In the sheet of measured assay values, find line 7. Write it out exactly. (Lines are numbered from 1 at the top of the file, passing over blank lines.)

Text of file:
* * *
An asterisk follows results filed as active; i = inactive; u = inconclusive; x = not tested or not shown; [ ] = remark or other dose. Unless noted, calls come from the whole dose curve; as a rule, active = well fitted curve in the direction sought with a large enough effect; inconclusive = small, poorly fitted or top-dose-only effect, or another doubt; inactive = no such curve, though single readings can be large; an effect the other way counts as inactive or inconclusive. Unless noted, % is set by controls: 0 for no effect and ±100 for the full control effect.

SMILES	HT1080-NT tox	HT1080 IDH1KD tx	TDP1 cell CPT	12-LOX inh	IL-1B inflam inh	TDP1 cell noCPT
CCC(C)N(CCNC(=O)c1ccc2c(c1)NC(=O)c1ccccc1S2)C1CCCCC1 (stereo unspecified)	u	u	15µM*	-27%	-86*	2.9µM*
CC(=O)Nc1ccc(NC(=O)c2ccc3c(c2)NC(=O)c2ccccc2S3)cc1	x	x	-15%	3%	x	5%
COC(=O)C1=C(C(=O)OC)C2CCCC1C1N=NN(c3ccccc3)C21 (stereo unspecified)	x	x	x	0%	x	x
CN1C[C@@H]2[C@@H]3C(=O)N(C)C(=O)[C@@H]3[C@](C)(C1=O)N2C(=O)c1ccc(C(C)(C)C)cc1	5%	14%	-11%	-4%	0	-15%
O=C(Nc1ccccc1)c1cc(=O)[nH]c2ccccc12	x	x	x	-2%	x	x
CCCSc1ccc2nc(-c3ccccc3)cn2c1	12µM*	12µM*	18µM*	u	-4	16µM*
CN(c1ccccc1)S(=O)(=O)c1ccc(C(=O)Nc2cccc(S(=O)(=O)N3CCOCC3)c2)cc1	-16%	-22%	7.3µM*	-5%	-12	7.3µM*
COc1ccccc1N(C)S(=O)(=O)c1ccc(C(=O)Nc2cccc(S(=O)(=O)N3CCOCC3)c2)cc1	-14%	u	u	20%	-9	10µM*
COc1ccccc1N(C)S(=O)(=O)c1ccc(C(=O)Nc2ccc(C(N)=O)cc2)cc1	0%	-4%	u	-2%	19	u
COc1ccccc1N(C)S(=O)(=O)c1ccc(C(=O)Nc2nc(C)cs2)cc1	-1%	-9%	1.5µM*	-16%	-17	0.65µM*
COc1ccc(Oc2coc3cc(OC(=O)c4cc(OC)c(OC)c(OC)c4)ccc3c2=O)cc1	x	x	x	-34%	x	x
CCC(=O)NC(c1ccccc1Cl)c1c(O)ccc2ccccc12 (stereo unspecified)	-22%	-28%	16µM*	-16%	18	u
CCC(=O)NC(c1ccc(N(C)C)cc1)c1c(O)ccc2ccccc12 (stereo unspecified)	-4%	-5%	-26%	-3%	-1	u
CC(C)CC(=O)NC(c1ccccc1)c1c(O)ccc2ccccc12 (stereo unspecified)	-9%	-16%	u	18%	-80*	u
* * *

O=C(Nc1ccccc1)c1cc(=O)[nH]c2ccccc12	x	x	x	-2%	x	x